Dr. Miguel Lapuz (IVC): So, let’s start with what we know. We know that Veterans’ trust is higher in direct (VA) care than it is in community care. But we also know that when we look at the Veterans’ Signal, for example (the new on-line surveys that are being sent to Veterans directly after their VHA or CC outpatient care), their experience with providers is about equivalent. But what makes a big difference is the coordination of care, like the scheduling and the billing. So, if you come to think of it, that’s what the big drivers are for Veterans staying in VA. Considering their experience, and I’m not talking about outcomes here, the Veterans are rating VA and community providers on a 1-point difference – one is 92, the other is 93 – where the difference is convenience of scheduling. We also know that Veterans are complaining about  the fragmentation of care, and the hassles of the administrative work they have to do when they get care in the community (like billing).

Dr. David Atkins (HSR&D): And how about outcomes?

Dr. Miguel Lapuz (IVC): It’s not always clear to Veterans what the outcomes are. Veterans are relying on their experience to measure whether this particular healthcare route is working for them or not. We need to have a better understanding of how our Veterans are gauging the outcomes of their care apart from the satisfaction of their experience.

Dr. David Atkins (HSR&D): Right. It’s an old problem of how patients actually make decisions based on quality, some objective measure of quality.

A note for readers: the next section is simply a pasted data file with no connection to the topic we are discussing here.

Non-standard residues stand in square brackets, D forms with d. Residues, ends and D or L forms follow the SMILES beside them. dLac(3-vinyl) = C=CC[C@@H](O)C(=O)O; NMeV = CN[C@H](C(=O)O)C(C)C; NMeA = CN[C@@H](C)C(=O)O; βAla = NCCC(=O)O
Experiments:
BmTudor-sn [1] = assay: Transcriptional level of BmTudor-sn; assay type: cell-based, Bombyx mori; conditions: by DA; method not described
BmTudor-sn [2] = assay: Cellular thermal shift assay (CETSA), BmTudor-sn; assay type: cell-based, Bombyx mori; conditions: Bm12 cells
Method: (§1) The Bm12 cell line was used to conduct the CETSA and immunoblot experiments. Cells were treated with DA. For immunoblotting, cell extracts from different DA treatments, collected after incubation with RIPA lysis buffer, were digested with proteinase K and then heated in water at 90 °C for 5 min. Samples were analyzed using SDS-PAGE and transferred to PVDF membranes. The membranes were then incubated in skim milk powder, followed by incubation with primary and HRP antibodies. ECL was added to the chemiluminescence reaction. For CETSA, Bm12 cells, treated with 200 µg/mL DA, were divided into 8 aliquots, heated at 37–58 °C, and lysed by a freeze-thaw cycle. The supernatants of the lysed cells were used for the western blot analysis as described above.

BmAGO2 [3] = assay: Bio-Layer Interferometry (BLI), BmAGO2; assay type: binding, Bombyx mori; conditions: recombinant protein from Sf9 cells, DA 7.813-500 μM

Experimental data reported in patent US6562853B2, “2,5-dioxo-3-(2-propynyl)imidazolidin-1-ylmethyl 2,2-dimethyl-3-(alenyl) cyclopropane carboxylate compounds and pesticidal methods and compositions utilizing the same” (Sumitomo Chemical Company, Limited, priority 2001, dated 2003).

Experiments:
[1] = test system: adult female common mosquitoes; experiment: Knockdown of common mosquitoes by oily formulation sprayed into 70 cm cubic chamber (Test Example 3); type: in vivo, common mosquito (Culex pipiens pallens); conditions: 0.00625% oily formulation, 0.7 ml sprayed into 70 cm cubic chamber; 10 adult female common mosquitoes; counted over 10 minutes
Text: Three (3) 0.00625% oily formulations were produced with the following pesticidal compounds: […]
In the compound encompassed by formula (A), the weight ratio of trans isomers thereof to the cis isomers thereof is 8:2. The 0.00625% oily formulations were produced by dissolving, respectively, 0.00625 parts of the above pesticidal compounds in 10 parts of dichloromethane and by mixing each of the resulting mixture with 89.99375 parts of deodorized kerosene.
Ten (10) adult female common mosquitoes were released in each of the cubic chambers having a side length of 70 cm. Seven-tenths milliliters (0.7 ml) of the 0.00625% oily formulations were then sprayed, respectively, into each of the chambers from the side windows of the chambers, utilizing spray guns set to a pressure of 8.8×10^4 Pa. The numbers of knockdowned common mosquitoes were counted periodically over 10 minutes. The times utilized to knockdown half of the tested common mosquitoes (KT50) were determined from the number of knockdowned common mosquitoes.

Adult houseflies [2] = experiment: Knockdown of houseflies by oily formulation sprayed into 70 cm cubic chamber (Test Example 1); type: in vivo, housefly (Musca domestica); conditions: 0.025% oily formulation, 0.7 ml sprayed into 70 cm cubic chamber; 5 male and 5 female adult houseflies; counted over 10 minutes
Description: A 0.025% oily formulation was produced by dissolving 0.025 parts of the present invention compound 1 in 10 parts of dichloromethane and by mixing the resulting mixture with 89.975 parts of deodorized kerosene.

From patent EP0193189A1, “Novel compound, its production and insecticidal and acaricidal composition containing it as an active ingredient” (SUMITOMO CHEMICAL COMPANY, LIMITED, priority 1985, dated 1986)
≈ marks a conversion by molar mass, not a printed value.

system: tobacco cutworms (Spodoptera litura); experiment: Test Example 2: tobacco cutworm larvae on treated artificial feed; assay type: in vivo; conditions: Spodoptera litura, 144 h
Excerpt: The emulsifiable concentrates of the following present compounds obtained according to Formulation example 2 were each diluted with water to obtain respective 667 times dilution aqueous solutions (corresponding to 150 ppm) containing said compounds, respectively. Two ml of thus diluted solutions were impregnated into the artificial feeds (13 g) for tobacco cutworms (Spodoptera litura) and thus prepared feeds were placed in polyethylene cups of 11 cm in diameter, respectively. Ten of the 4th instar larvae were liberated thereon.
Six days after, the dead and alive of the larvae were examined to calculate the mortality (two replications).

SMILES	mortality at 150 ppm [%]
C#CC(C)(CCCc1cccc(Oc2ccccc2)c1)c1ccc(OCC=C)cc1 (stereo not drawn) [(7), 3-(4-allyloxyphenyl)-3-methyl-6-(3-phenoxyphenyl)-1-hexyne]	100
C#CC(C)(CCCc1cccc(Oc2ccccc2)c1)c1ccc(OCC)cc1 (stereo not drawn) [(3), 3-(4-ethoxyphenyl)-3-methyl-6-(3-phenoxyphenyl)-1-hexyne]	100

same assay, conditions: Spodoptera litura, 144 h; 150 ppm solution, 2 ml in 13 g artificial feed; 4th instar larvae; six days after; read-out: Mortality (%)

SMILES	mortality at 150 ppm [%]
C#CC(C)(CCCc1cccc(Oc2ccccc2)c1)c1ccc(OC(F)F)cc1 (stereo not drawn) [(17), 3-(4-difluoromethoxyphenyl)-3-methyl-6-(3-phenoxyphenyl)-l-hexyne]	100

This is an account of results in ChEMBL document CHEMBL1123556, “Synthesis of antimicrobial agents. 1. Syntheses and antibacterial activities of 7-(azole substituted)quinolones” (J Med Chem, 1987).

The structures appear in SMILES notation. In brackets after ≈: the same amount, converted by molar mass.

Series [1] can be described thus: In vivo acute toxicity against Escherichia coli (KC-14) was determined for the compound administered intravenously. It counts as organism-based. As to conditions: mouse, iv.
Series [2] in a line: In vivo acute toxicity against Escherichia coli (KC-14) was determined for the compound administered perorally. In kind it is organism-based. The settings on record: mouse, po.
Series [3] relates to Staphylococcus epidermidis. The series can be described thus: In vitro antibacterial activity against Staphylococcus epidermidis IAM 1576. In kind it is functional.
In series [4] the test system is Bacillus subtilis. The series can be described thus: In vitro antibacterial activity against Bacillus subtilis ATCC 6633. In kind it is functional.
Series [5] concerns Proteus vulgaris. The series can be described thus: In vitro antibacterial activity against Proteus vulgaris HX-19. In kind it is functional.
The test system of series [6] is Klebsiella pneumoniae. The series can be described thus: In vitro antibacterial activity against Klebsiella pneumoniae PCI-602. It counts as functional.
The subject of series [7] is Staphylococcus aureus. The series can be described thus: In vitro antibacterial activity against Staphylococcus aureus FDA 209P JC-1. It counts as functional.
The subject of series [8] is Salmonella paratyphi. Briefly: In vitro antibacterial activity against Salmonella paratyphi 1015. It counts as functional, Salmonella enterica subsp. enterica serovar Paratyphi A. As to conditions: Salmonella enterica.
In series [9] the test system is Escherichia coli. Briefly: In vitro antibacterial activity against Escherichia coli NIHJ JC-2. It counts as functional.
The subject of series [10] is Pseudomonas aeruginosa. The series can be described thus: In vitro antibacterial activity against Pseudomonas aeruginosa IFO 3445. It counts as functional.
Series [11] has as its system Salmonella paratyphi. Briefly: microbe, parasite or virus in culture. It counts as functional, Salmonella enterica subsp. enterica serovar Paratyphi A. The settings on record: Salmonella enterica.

Dr. Miguel Lapuz (IVC): Yes, and if they do, what will that be? Because if we don’t know that, then that means that we cannot differentiate between VA and communityprovider quality. One of the things I’m engaged with right now, as we’re meeting with prospective contractors who will bring us the next generation of Community Care Network (CCN), is sharing of outcomes from community providers back to VA. Because our Veteran Service Organizations (VSOs) are asking for a better gauge of the quality of care that is being provided by community providers. In VA, it is easier for VSOs to see quality because we’re quite transparent. We measure a lot of things in VA and if the VSOs want information on what we’re measuring and how we are performing on those measures (for example, wait time), we can give it to them. So, inour next generation of CCN, we would like to pursue the availability of community care quality metrics, but we want to make sure those metrics are valid.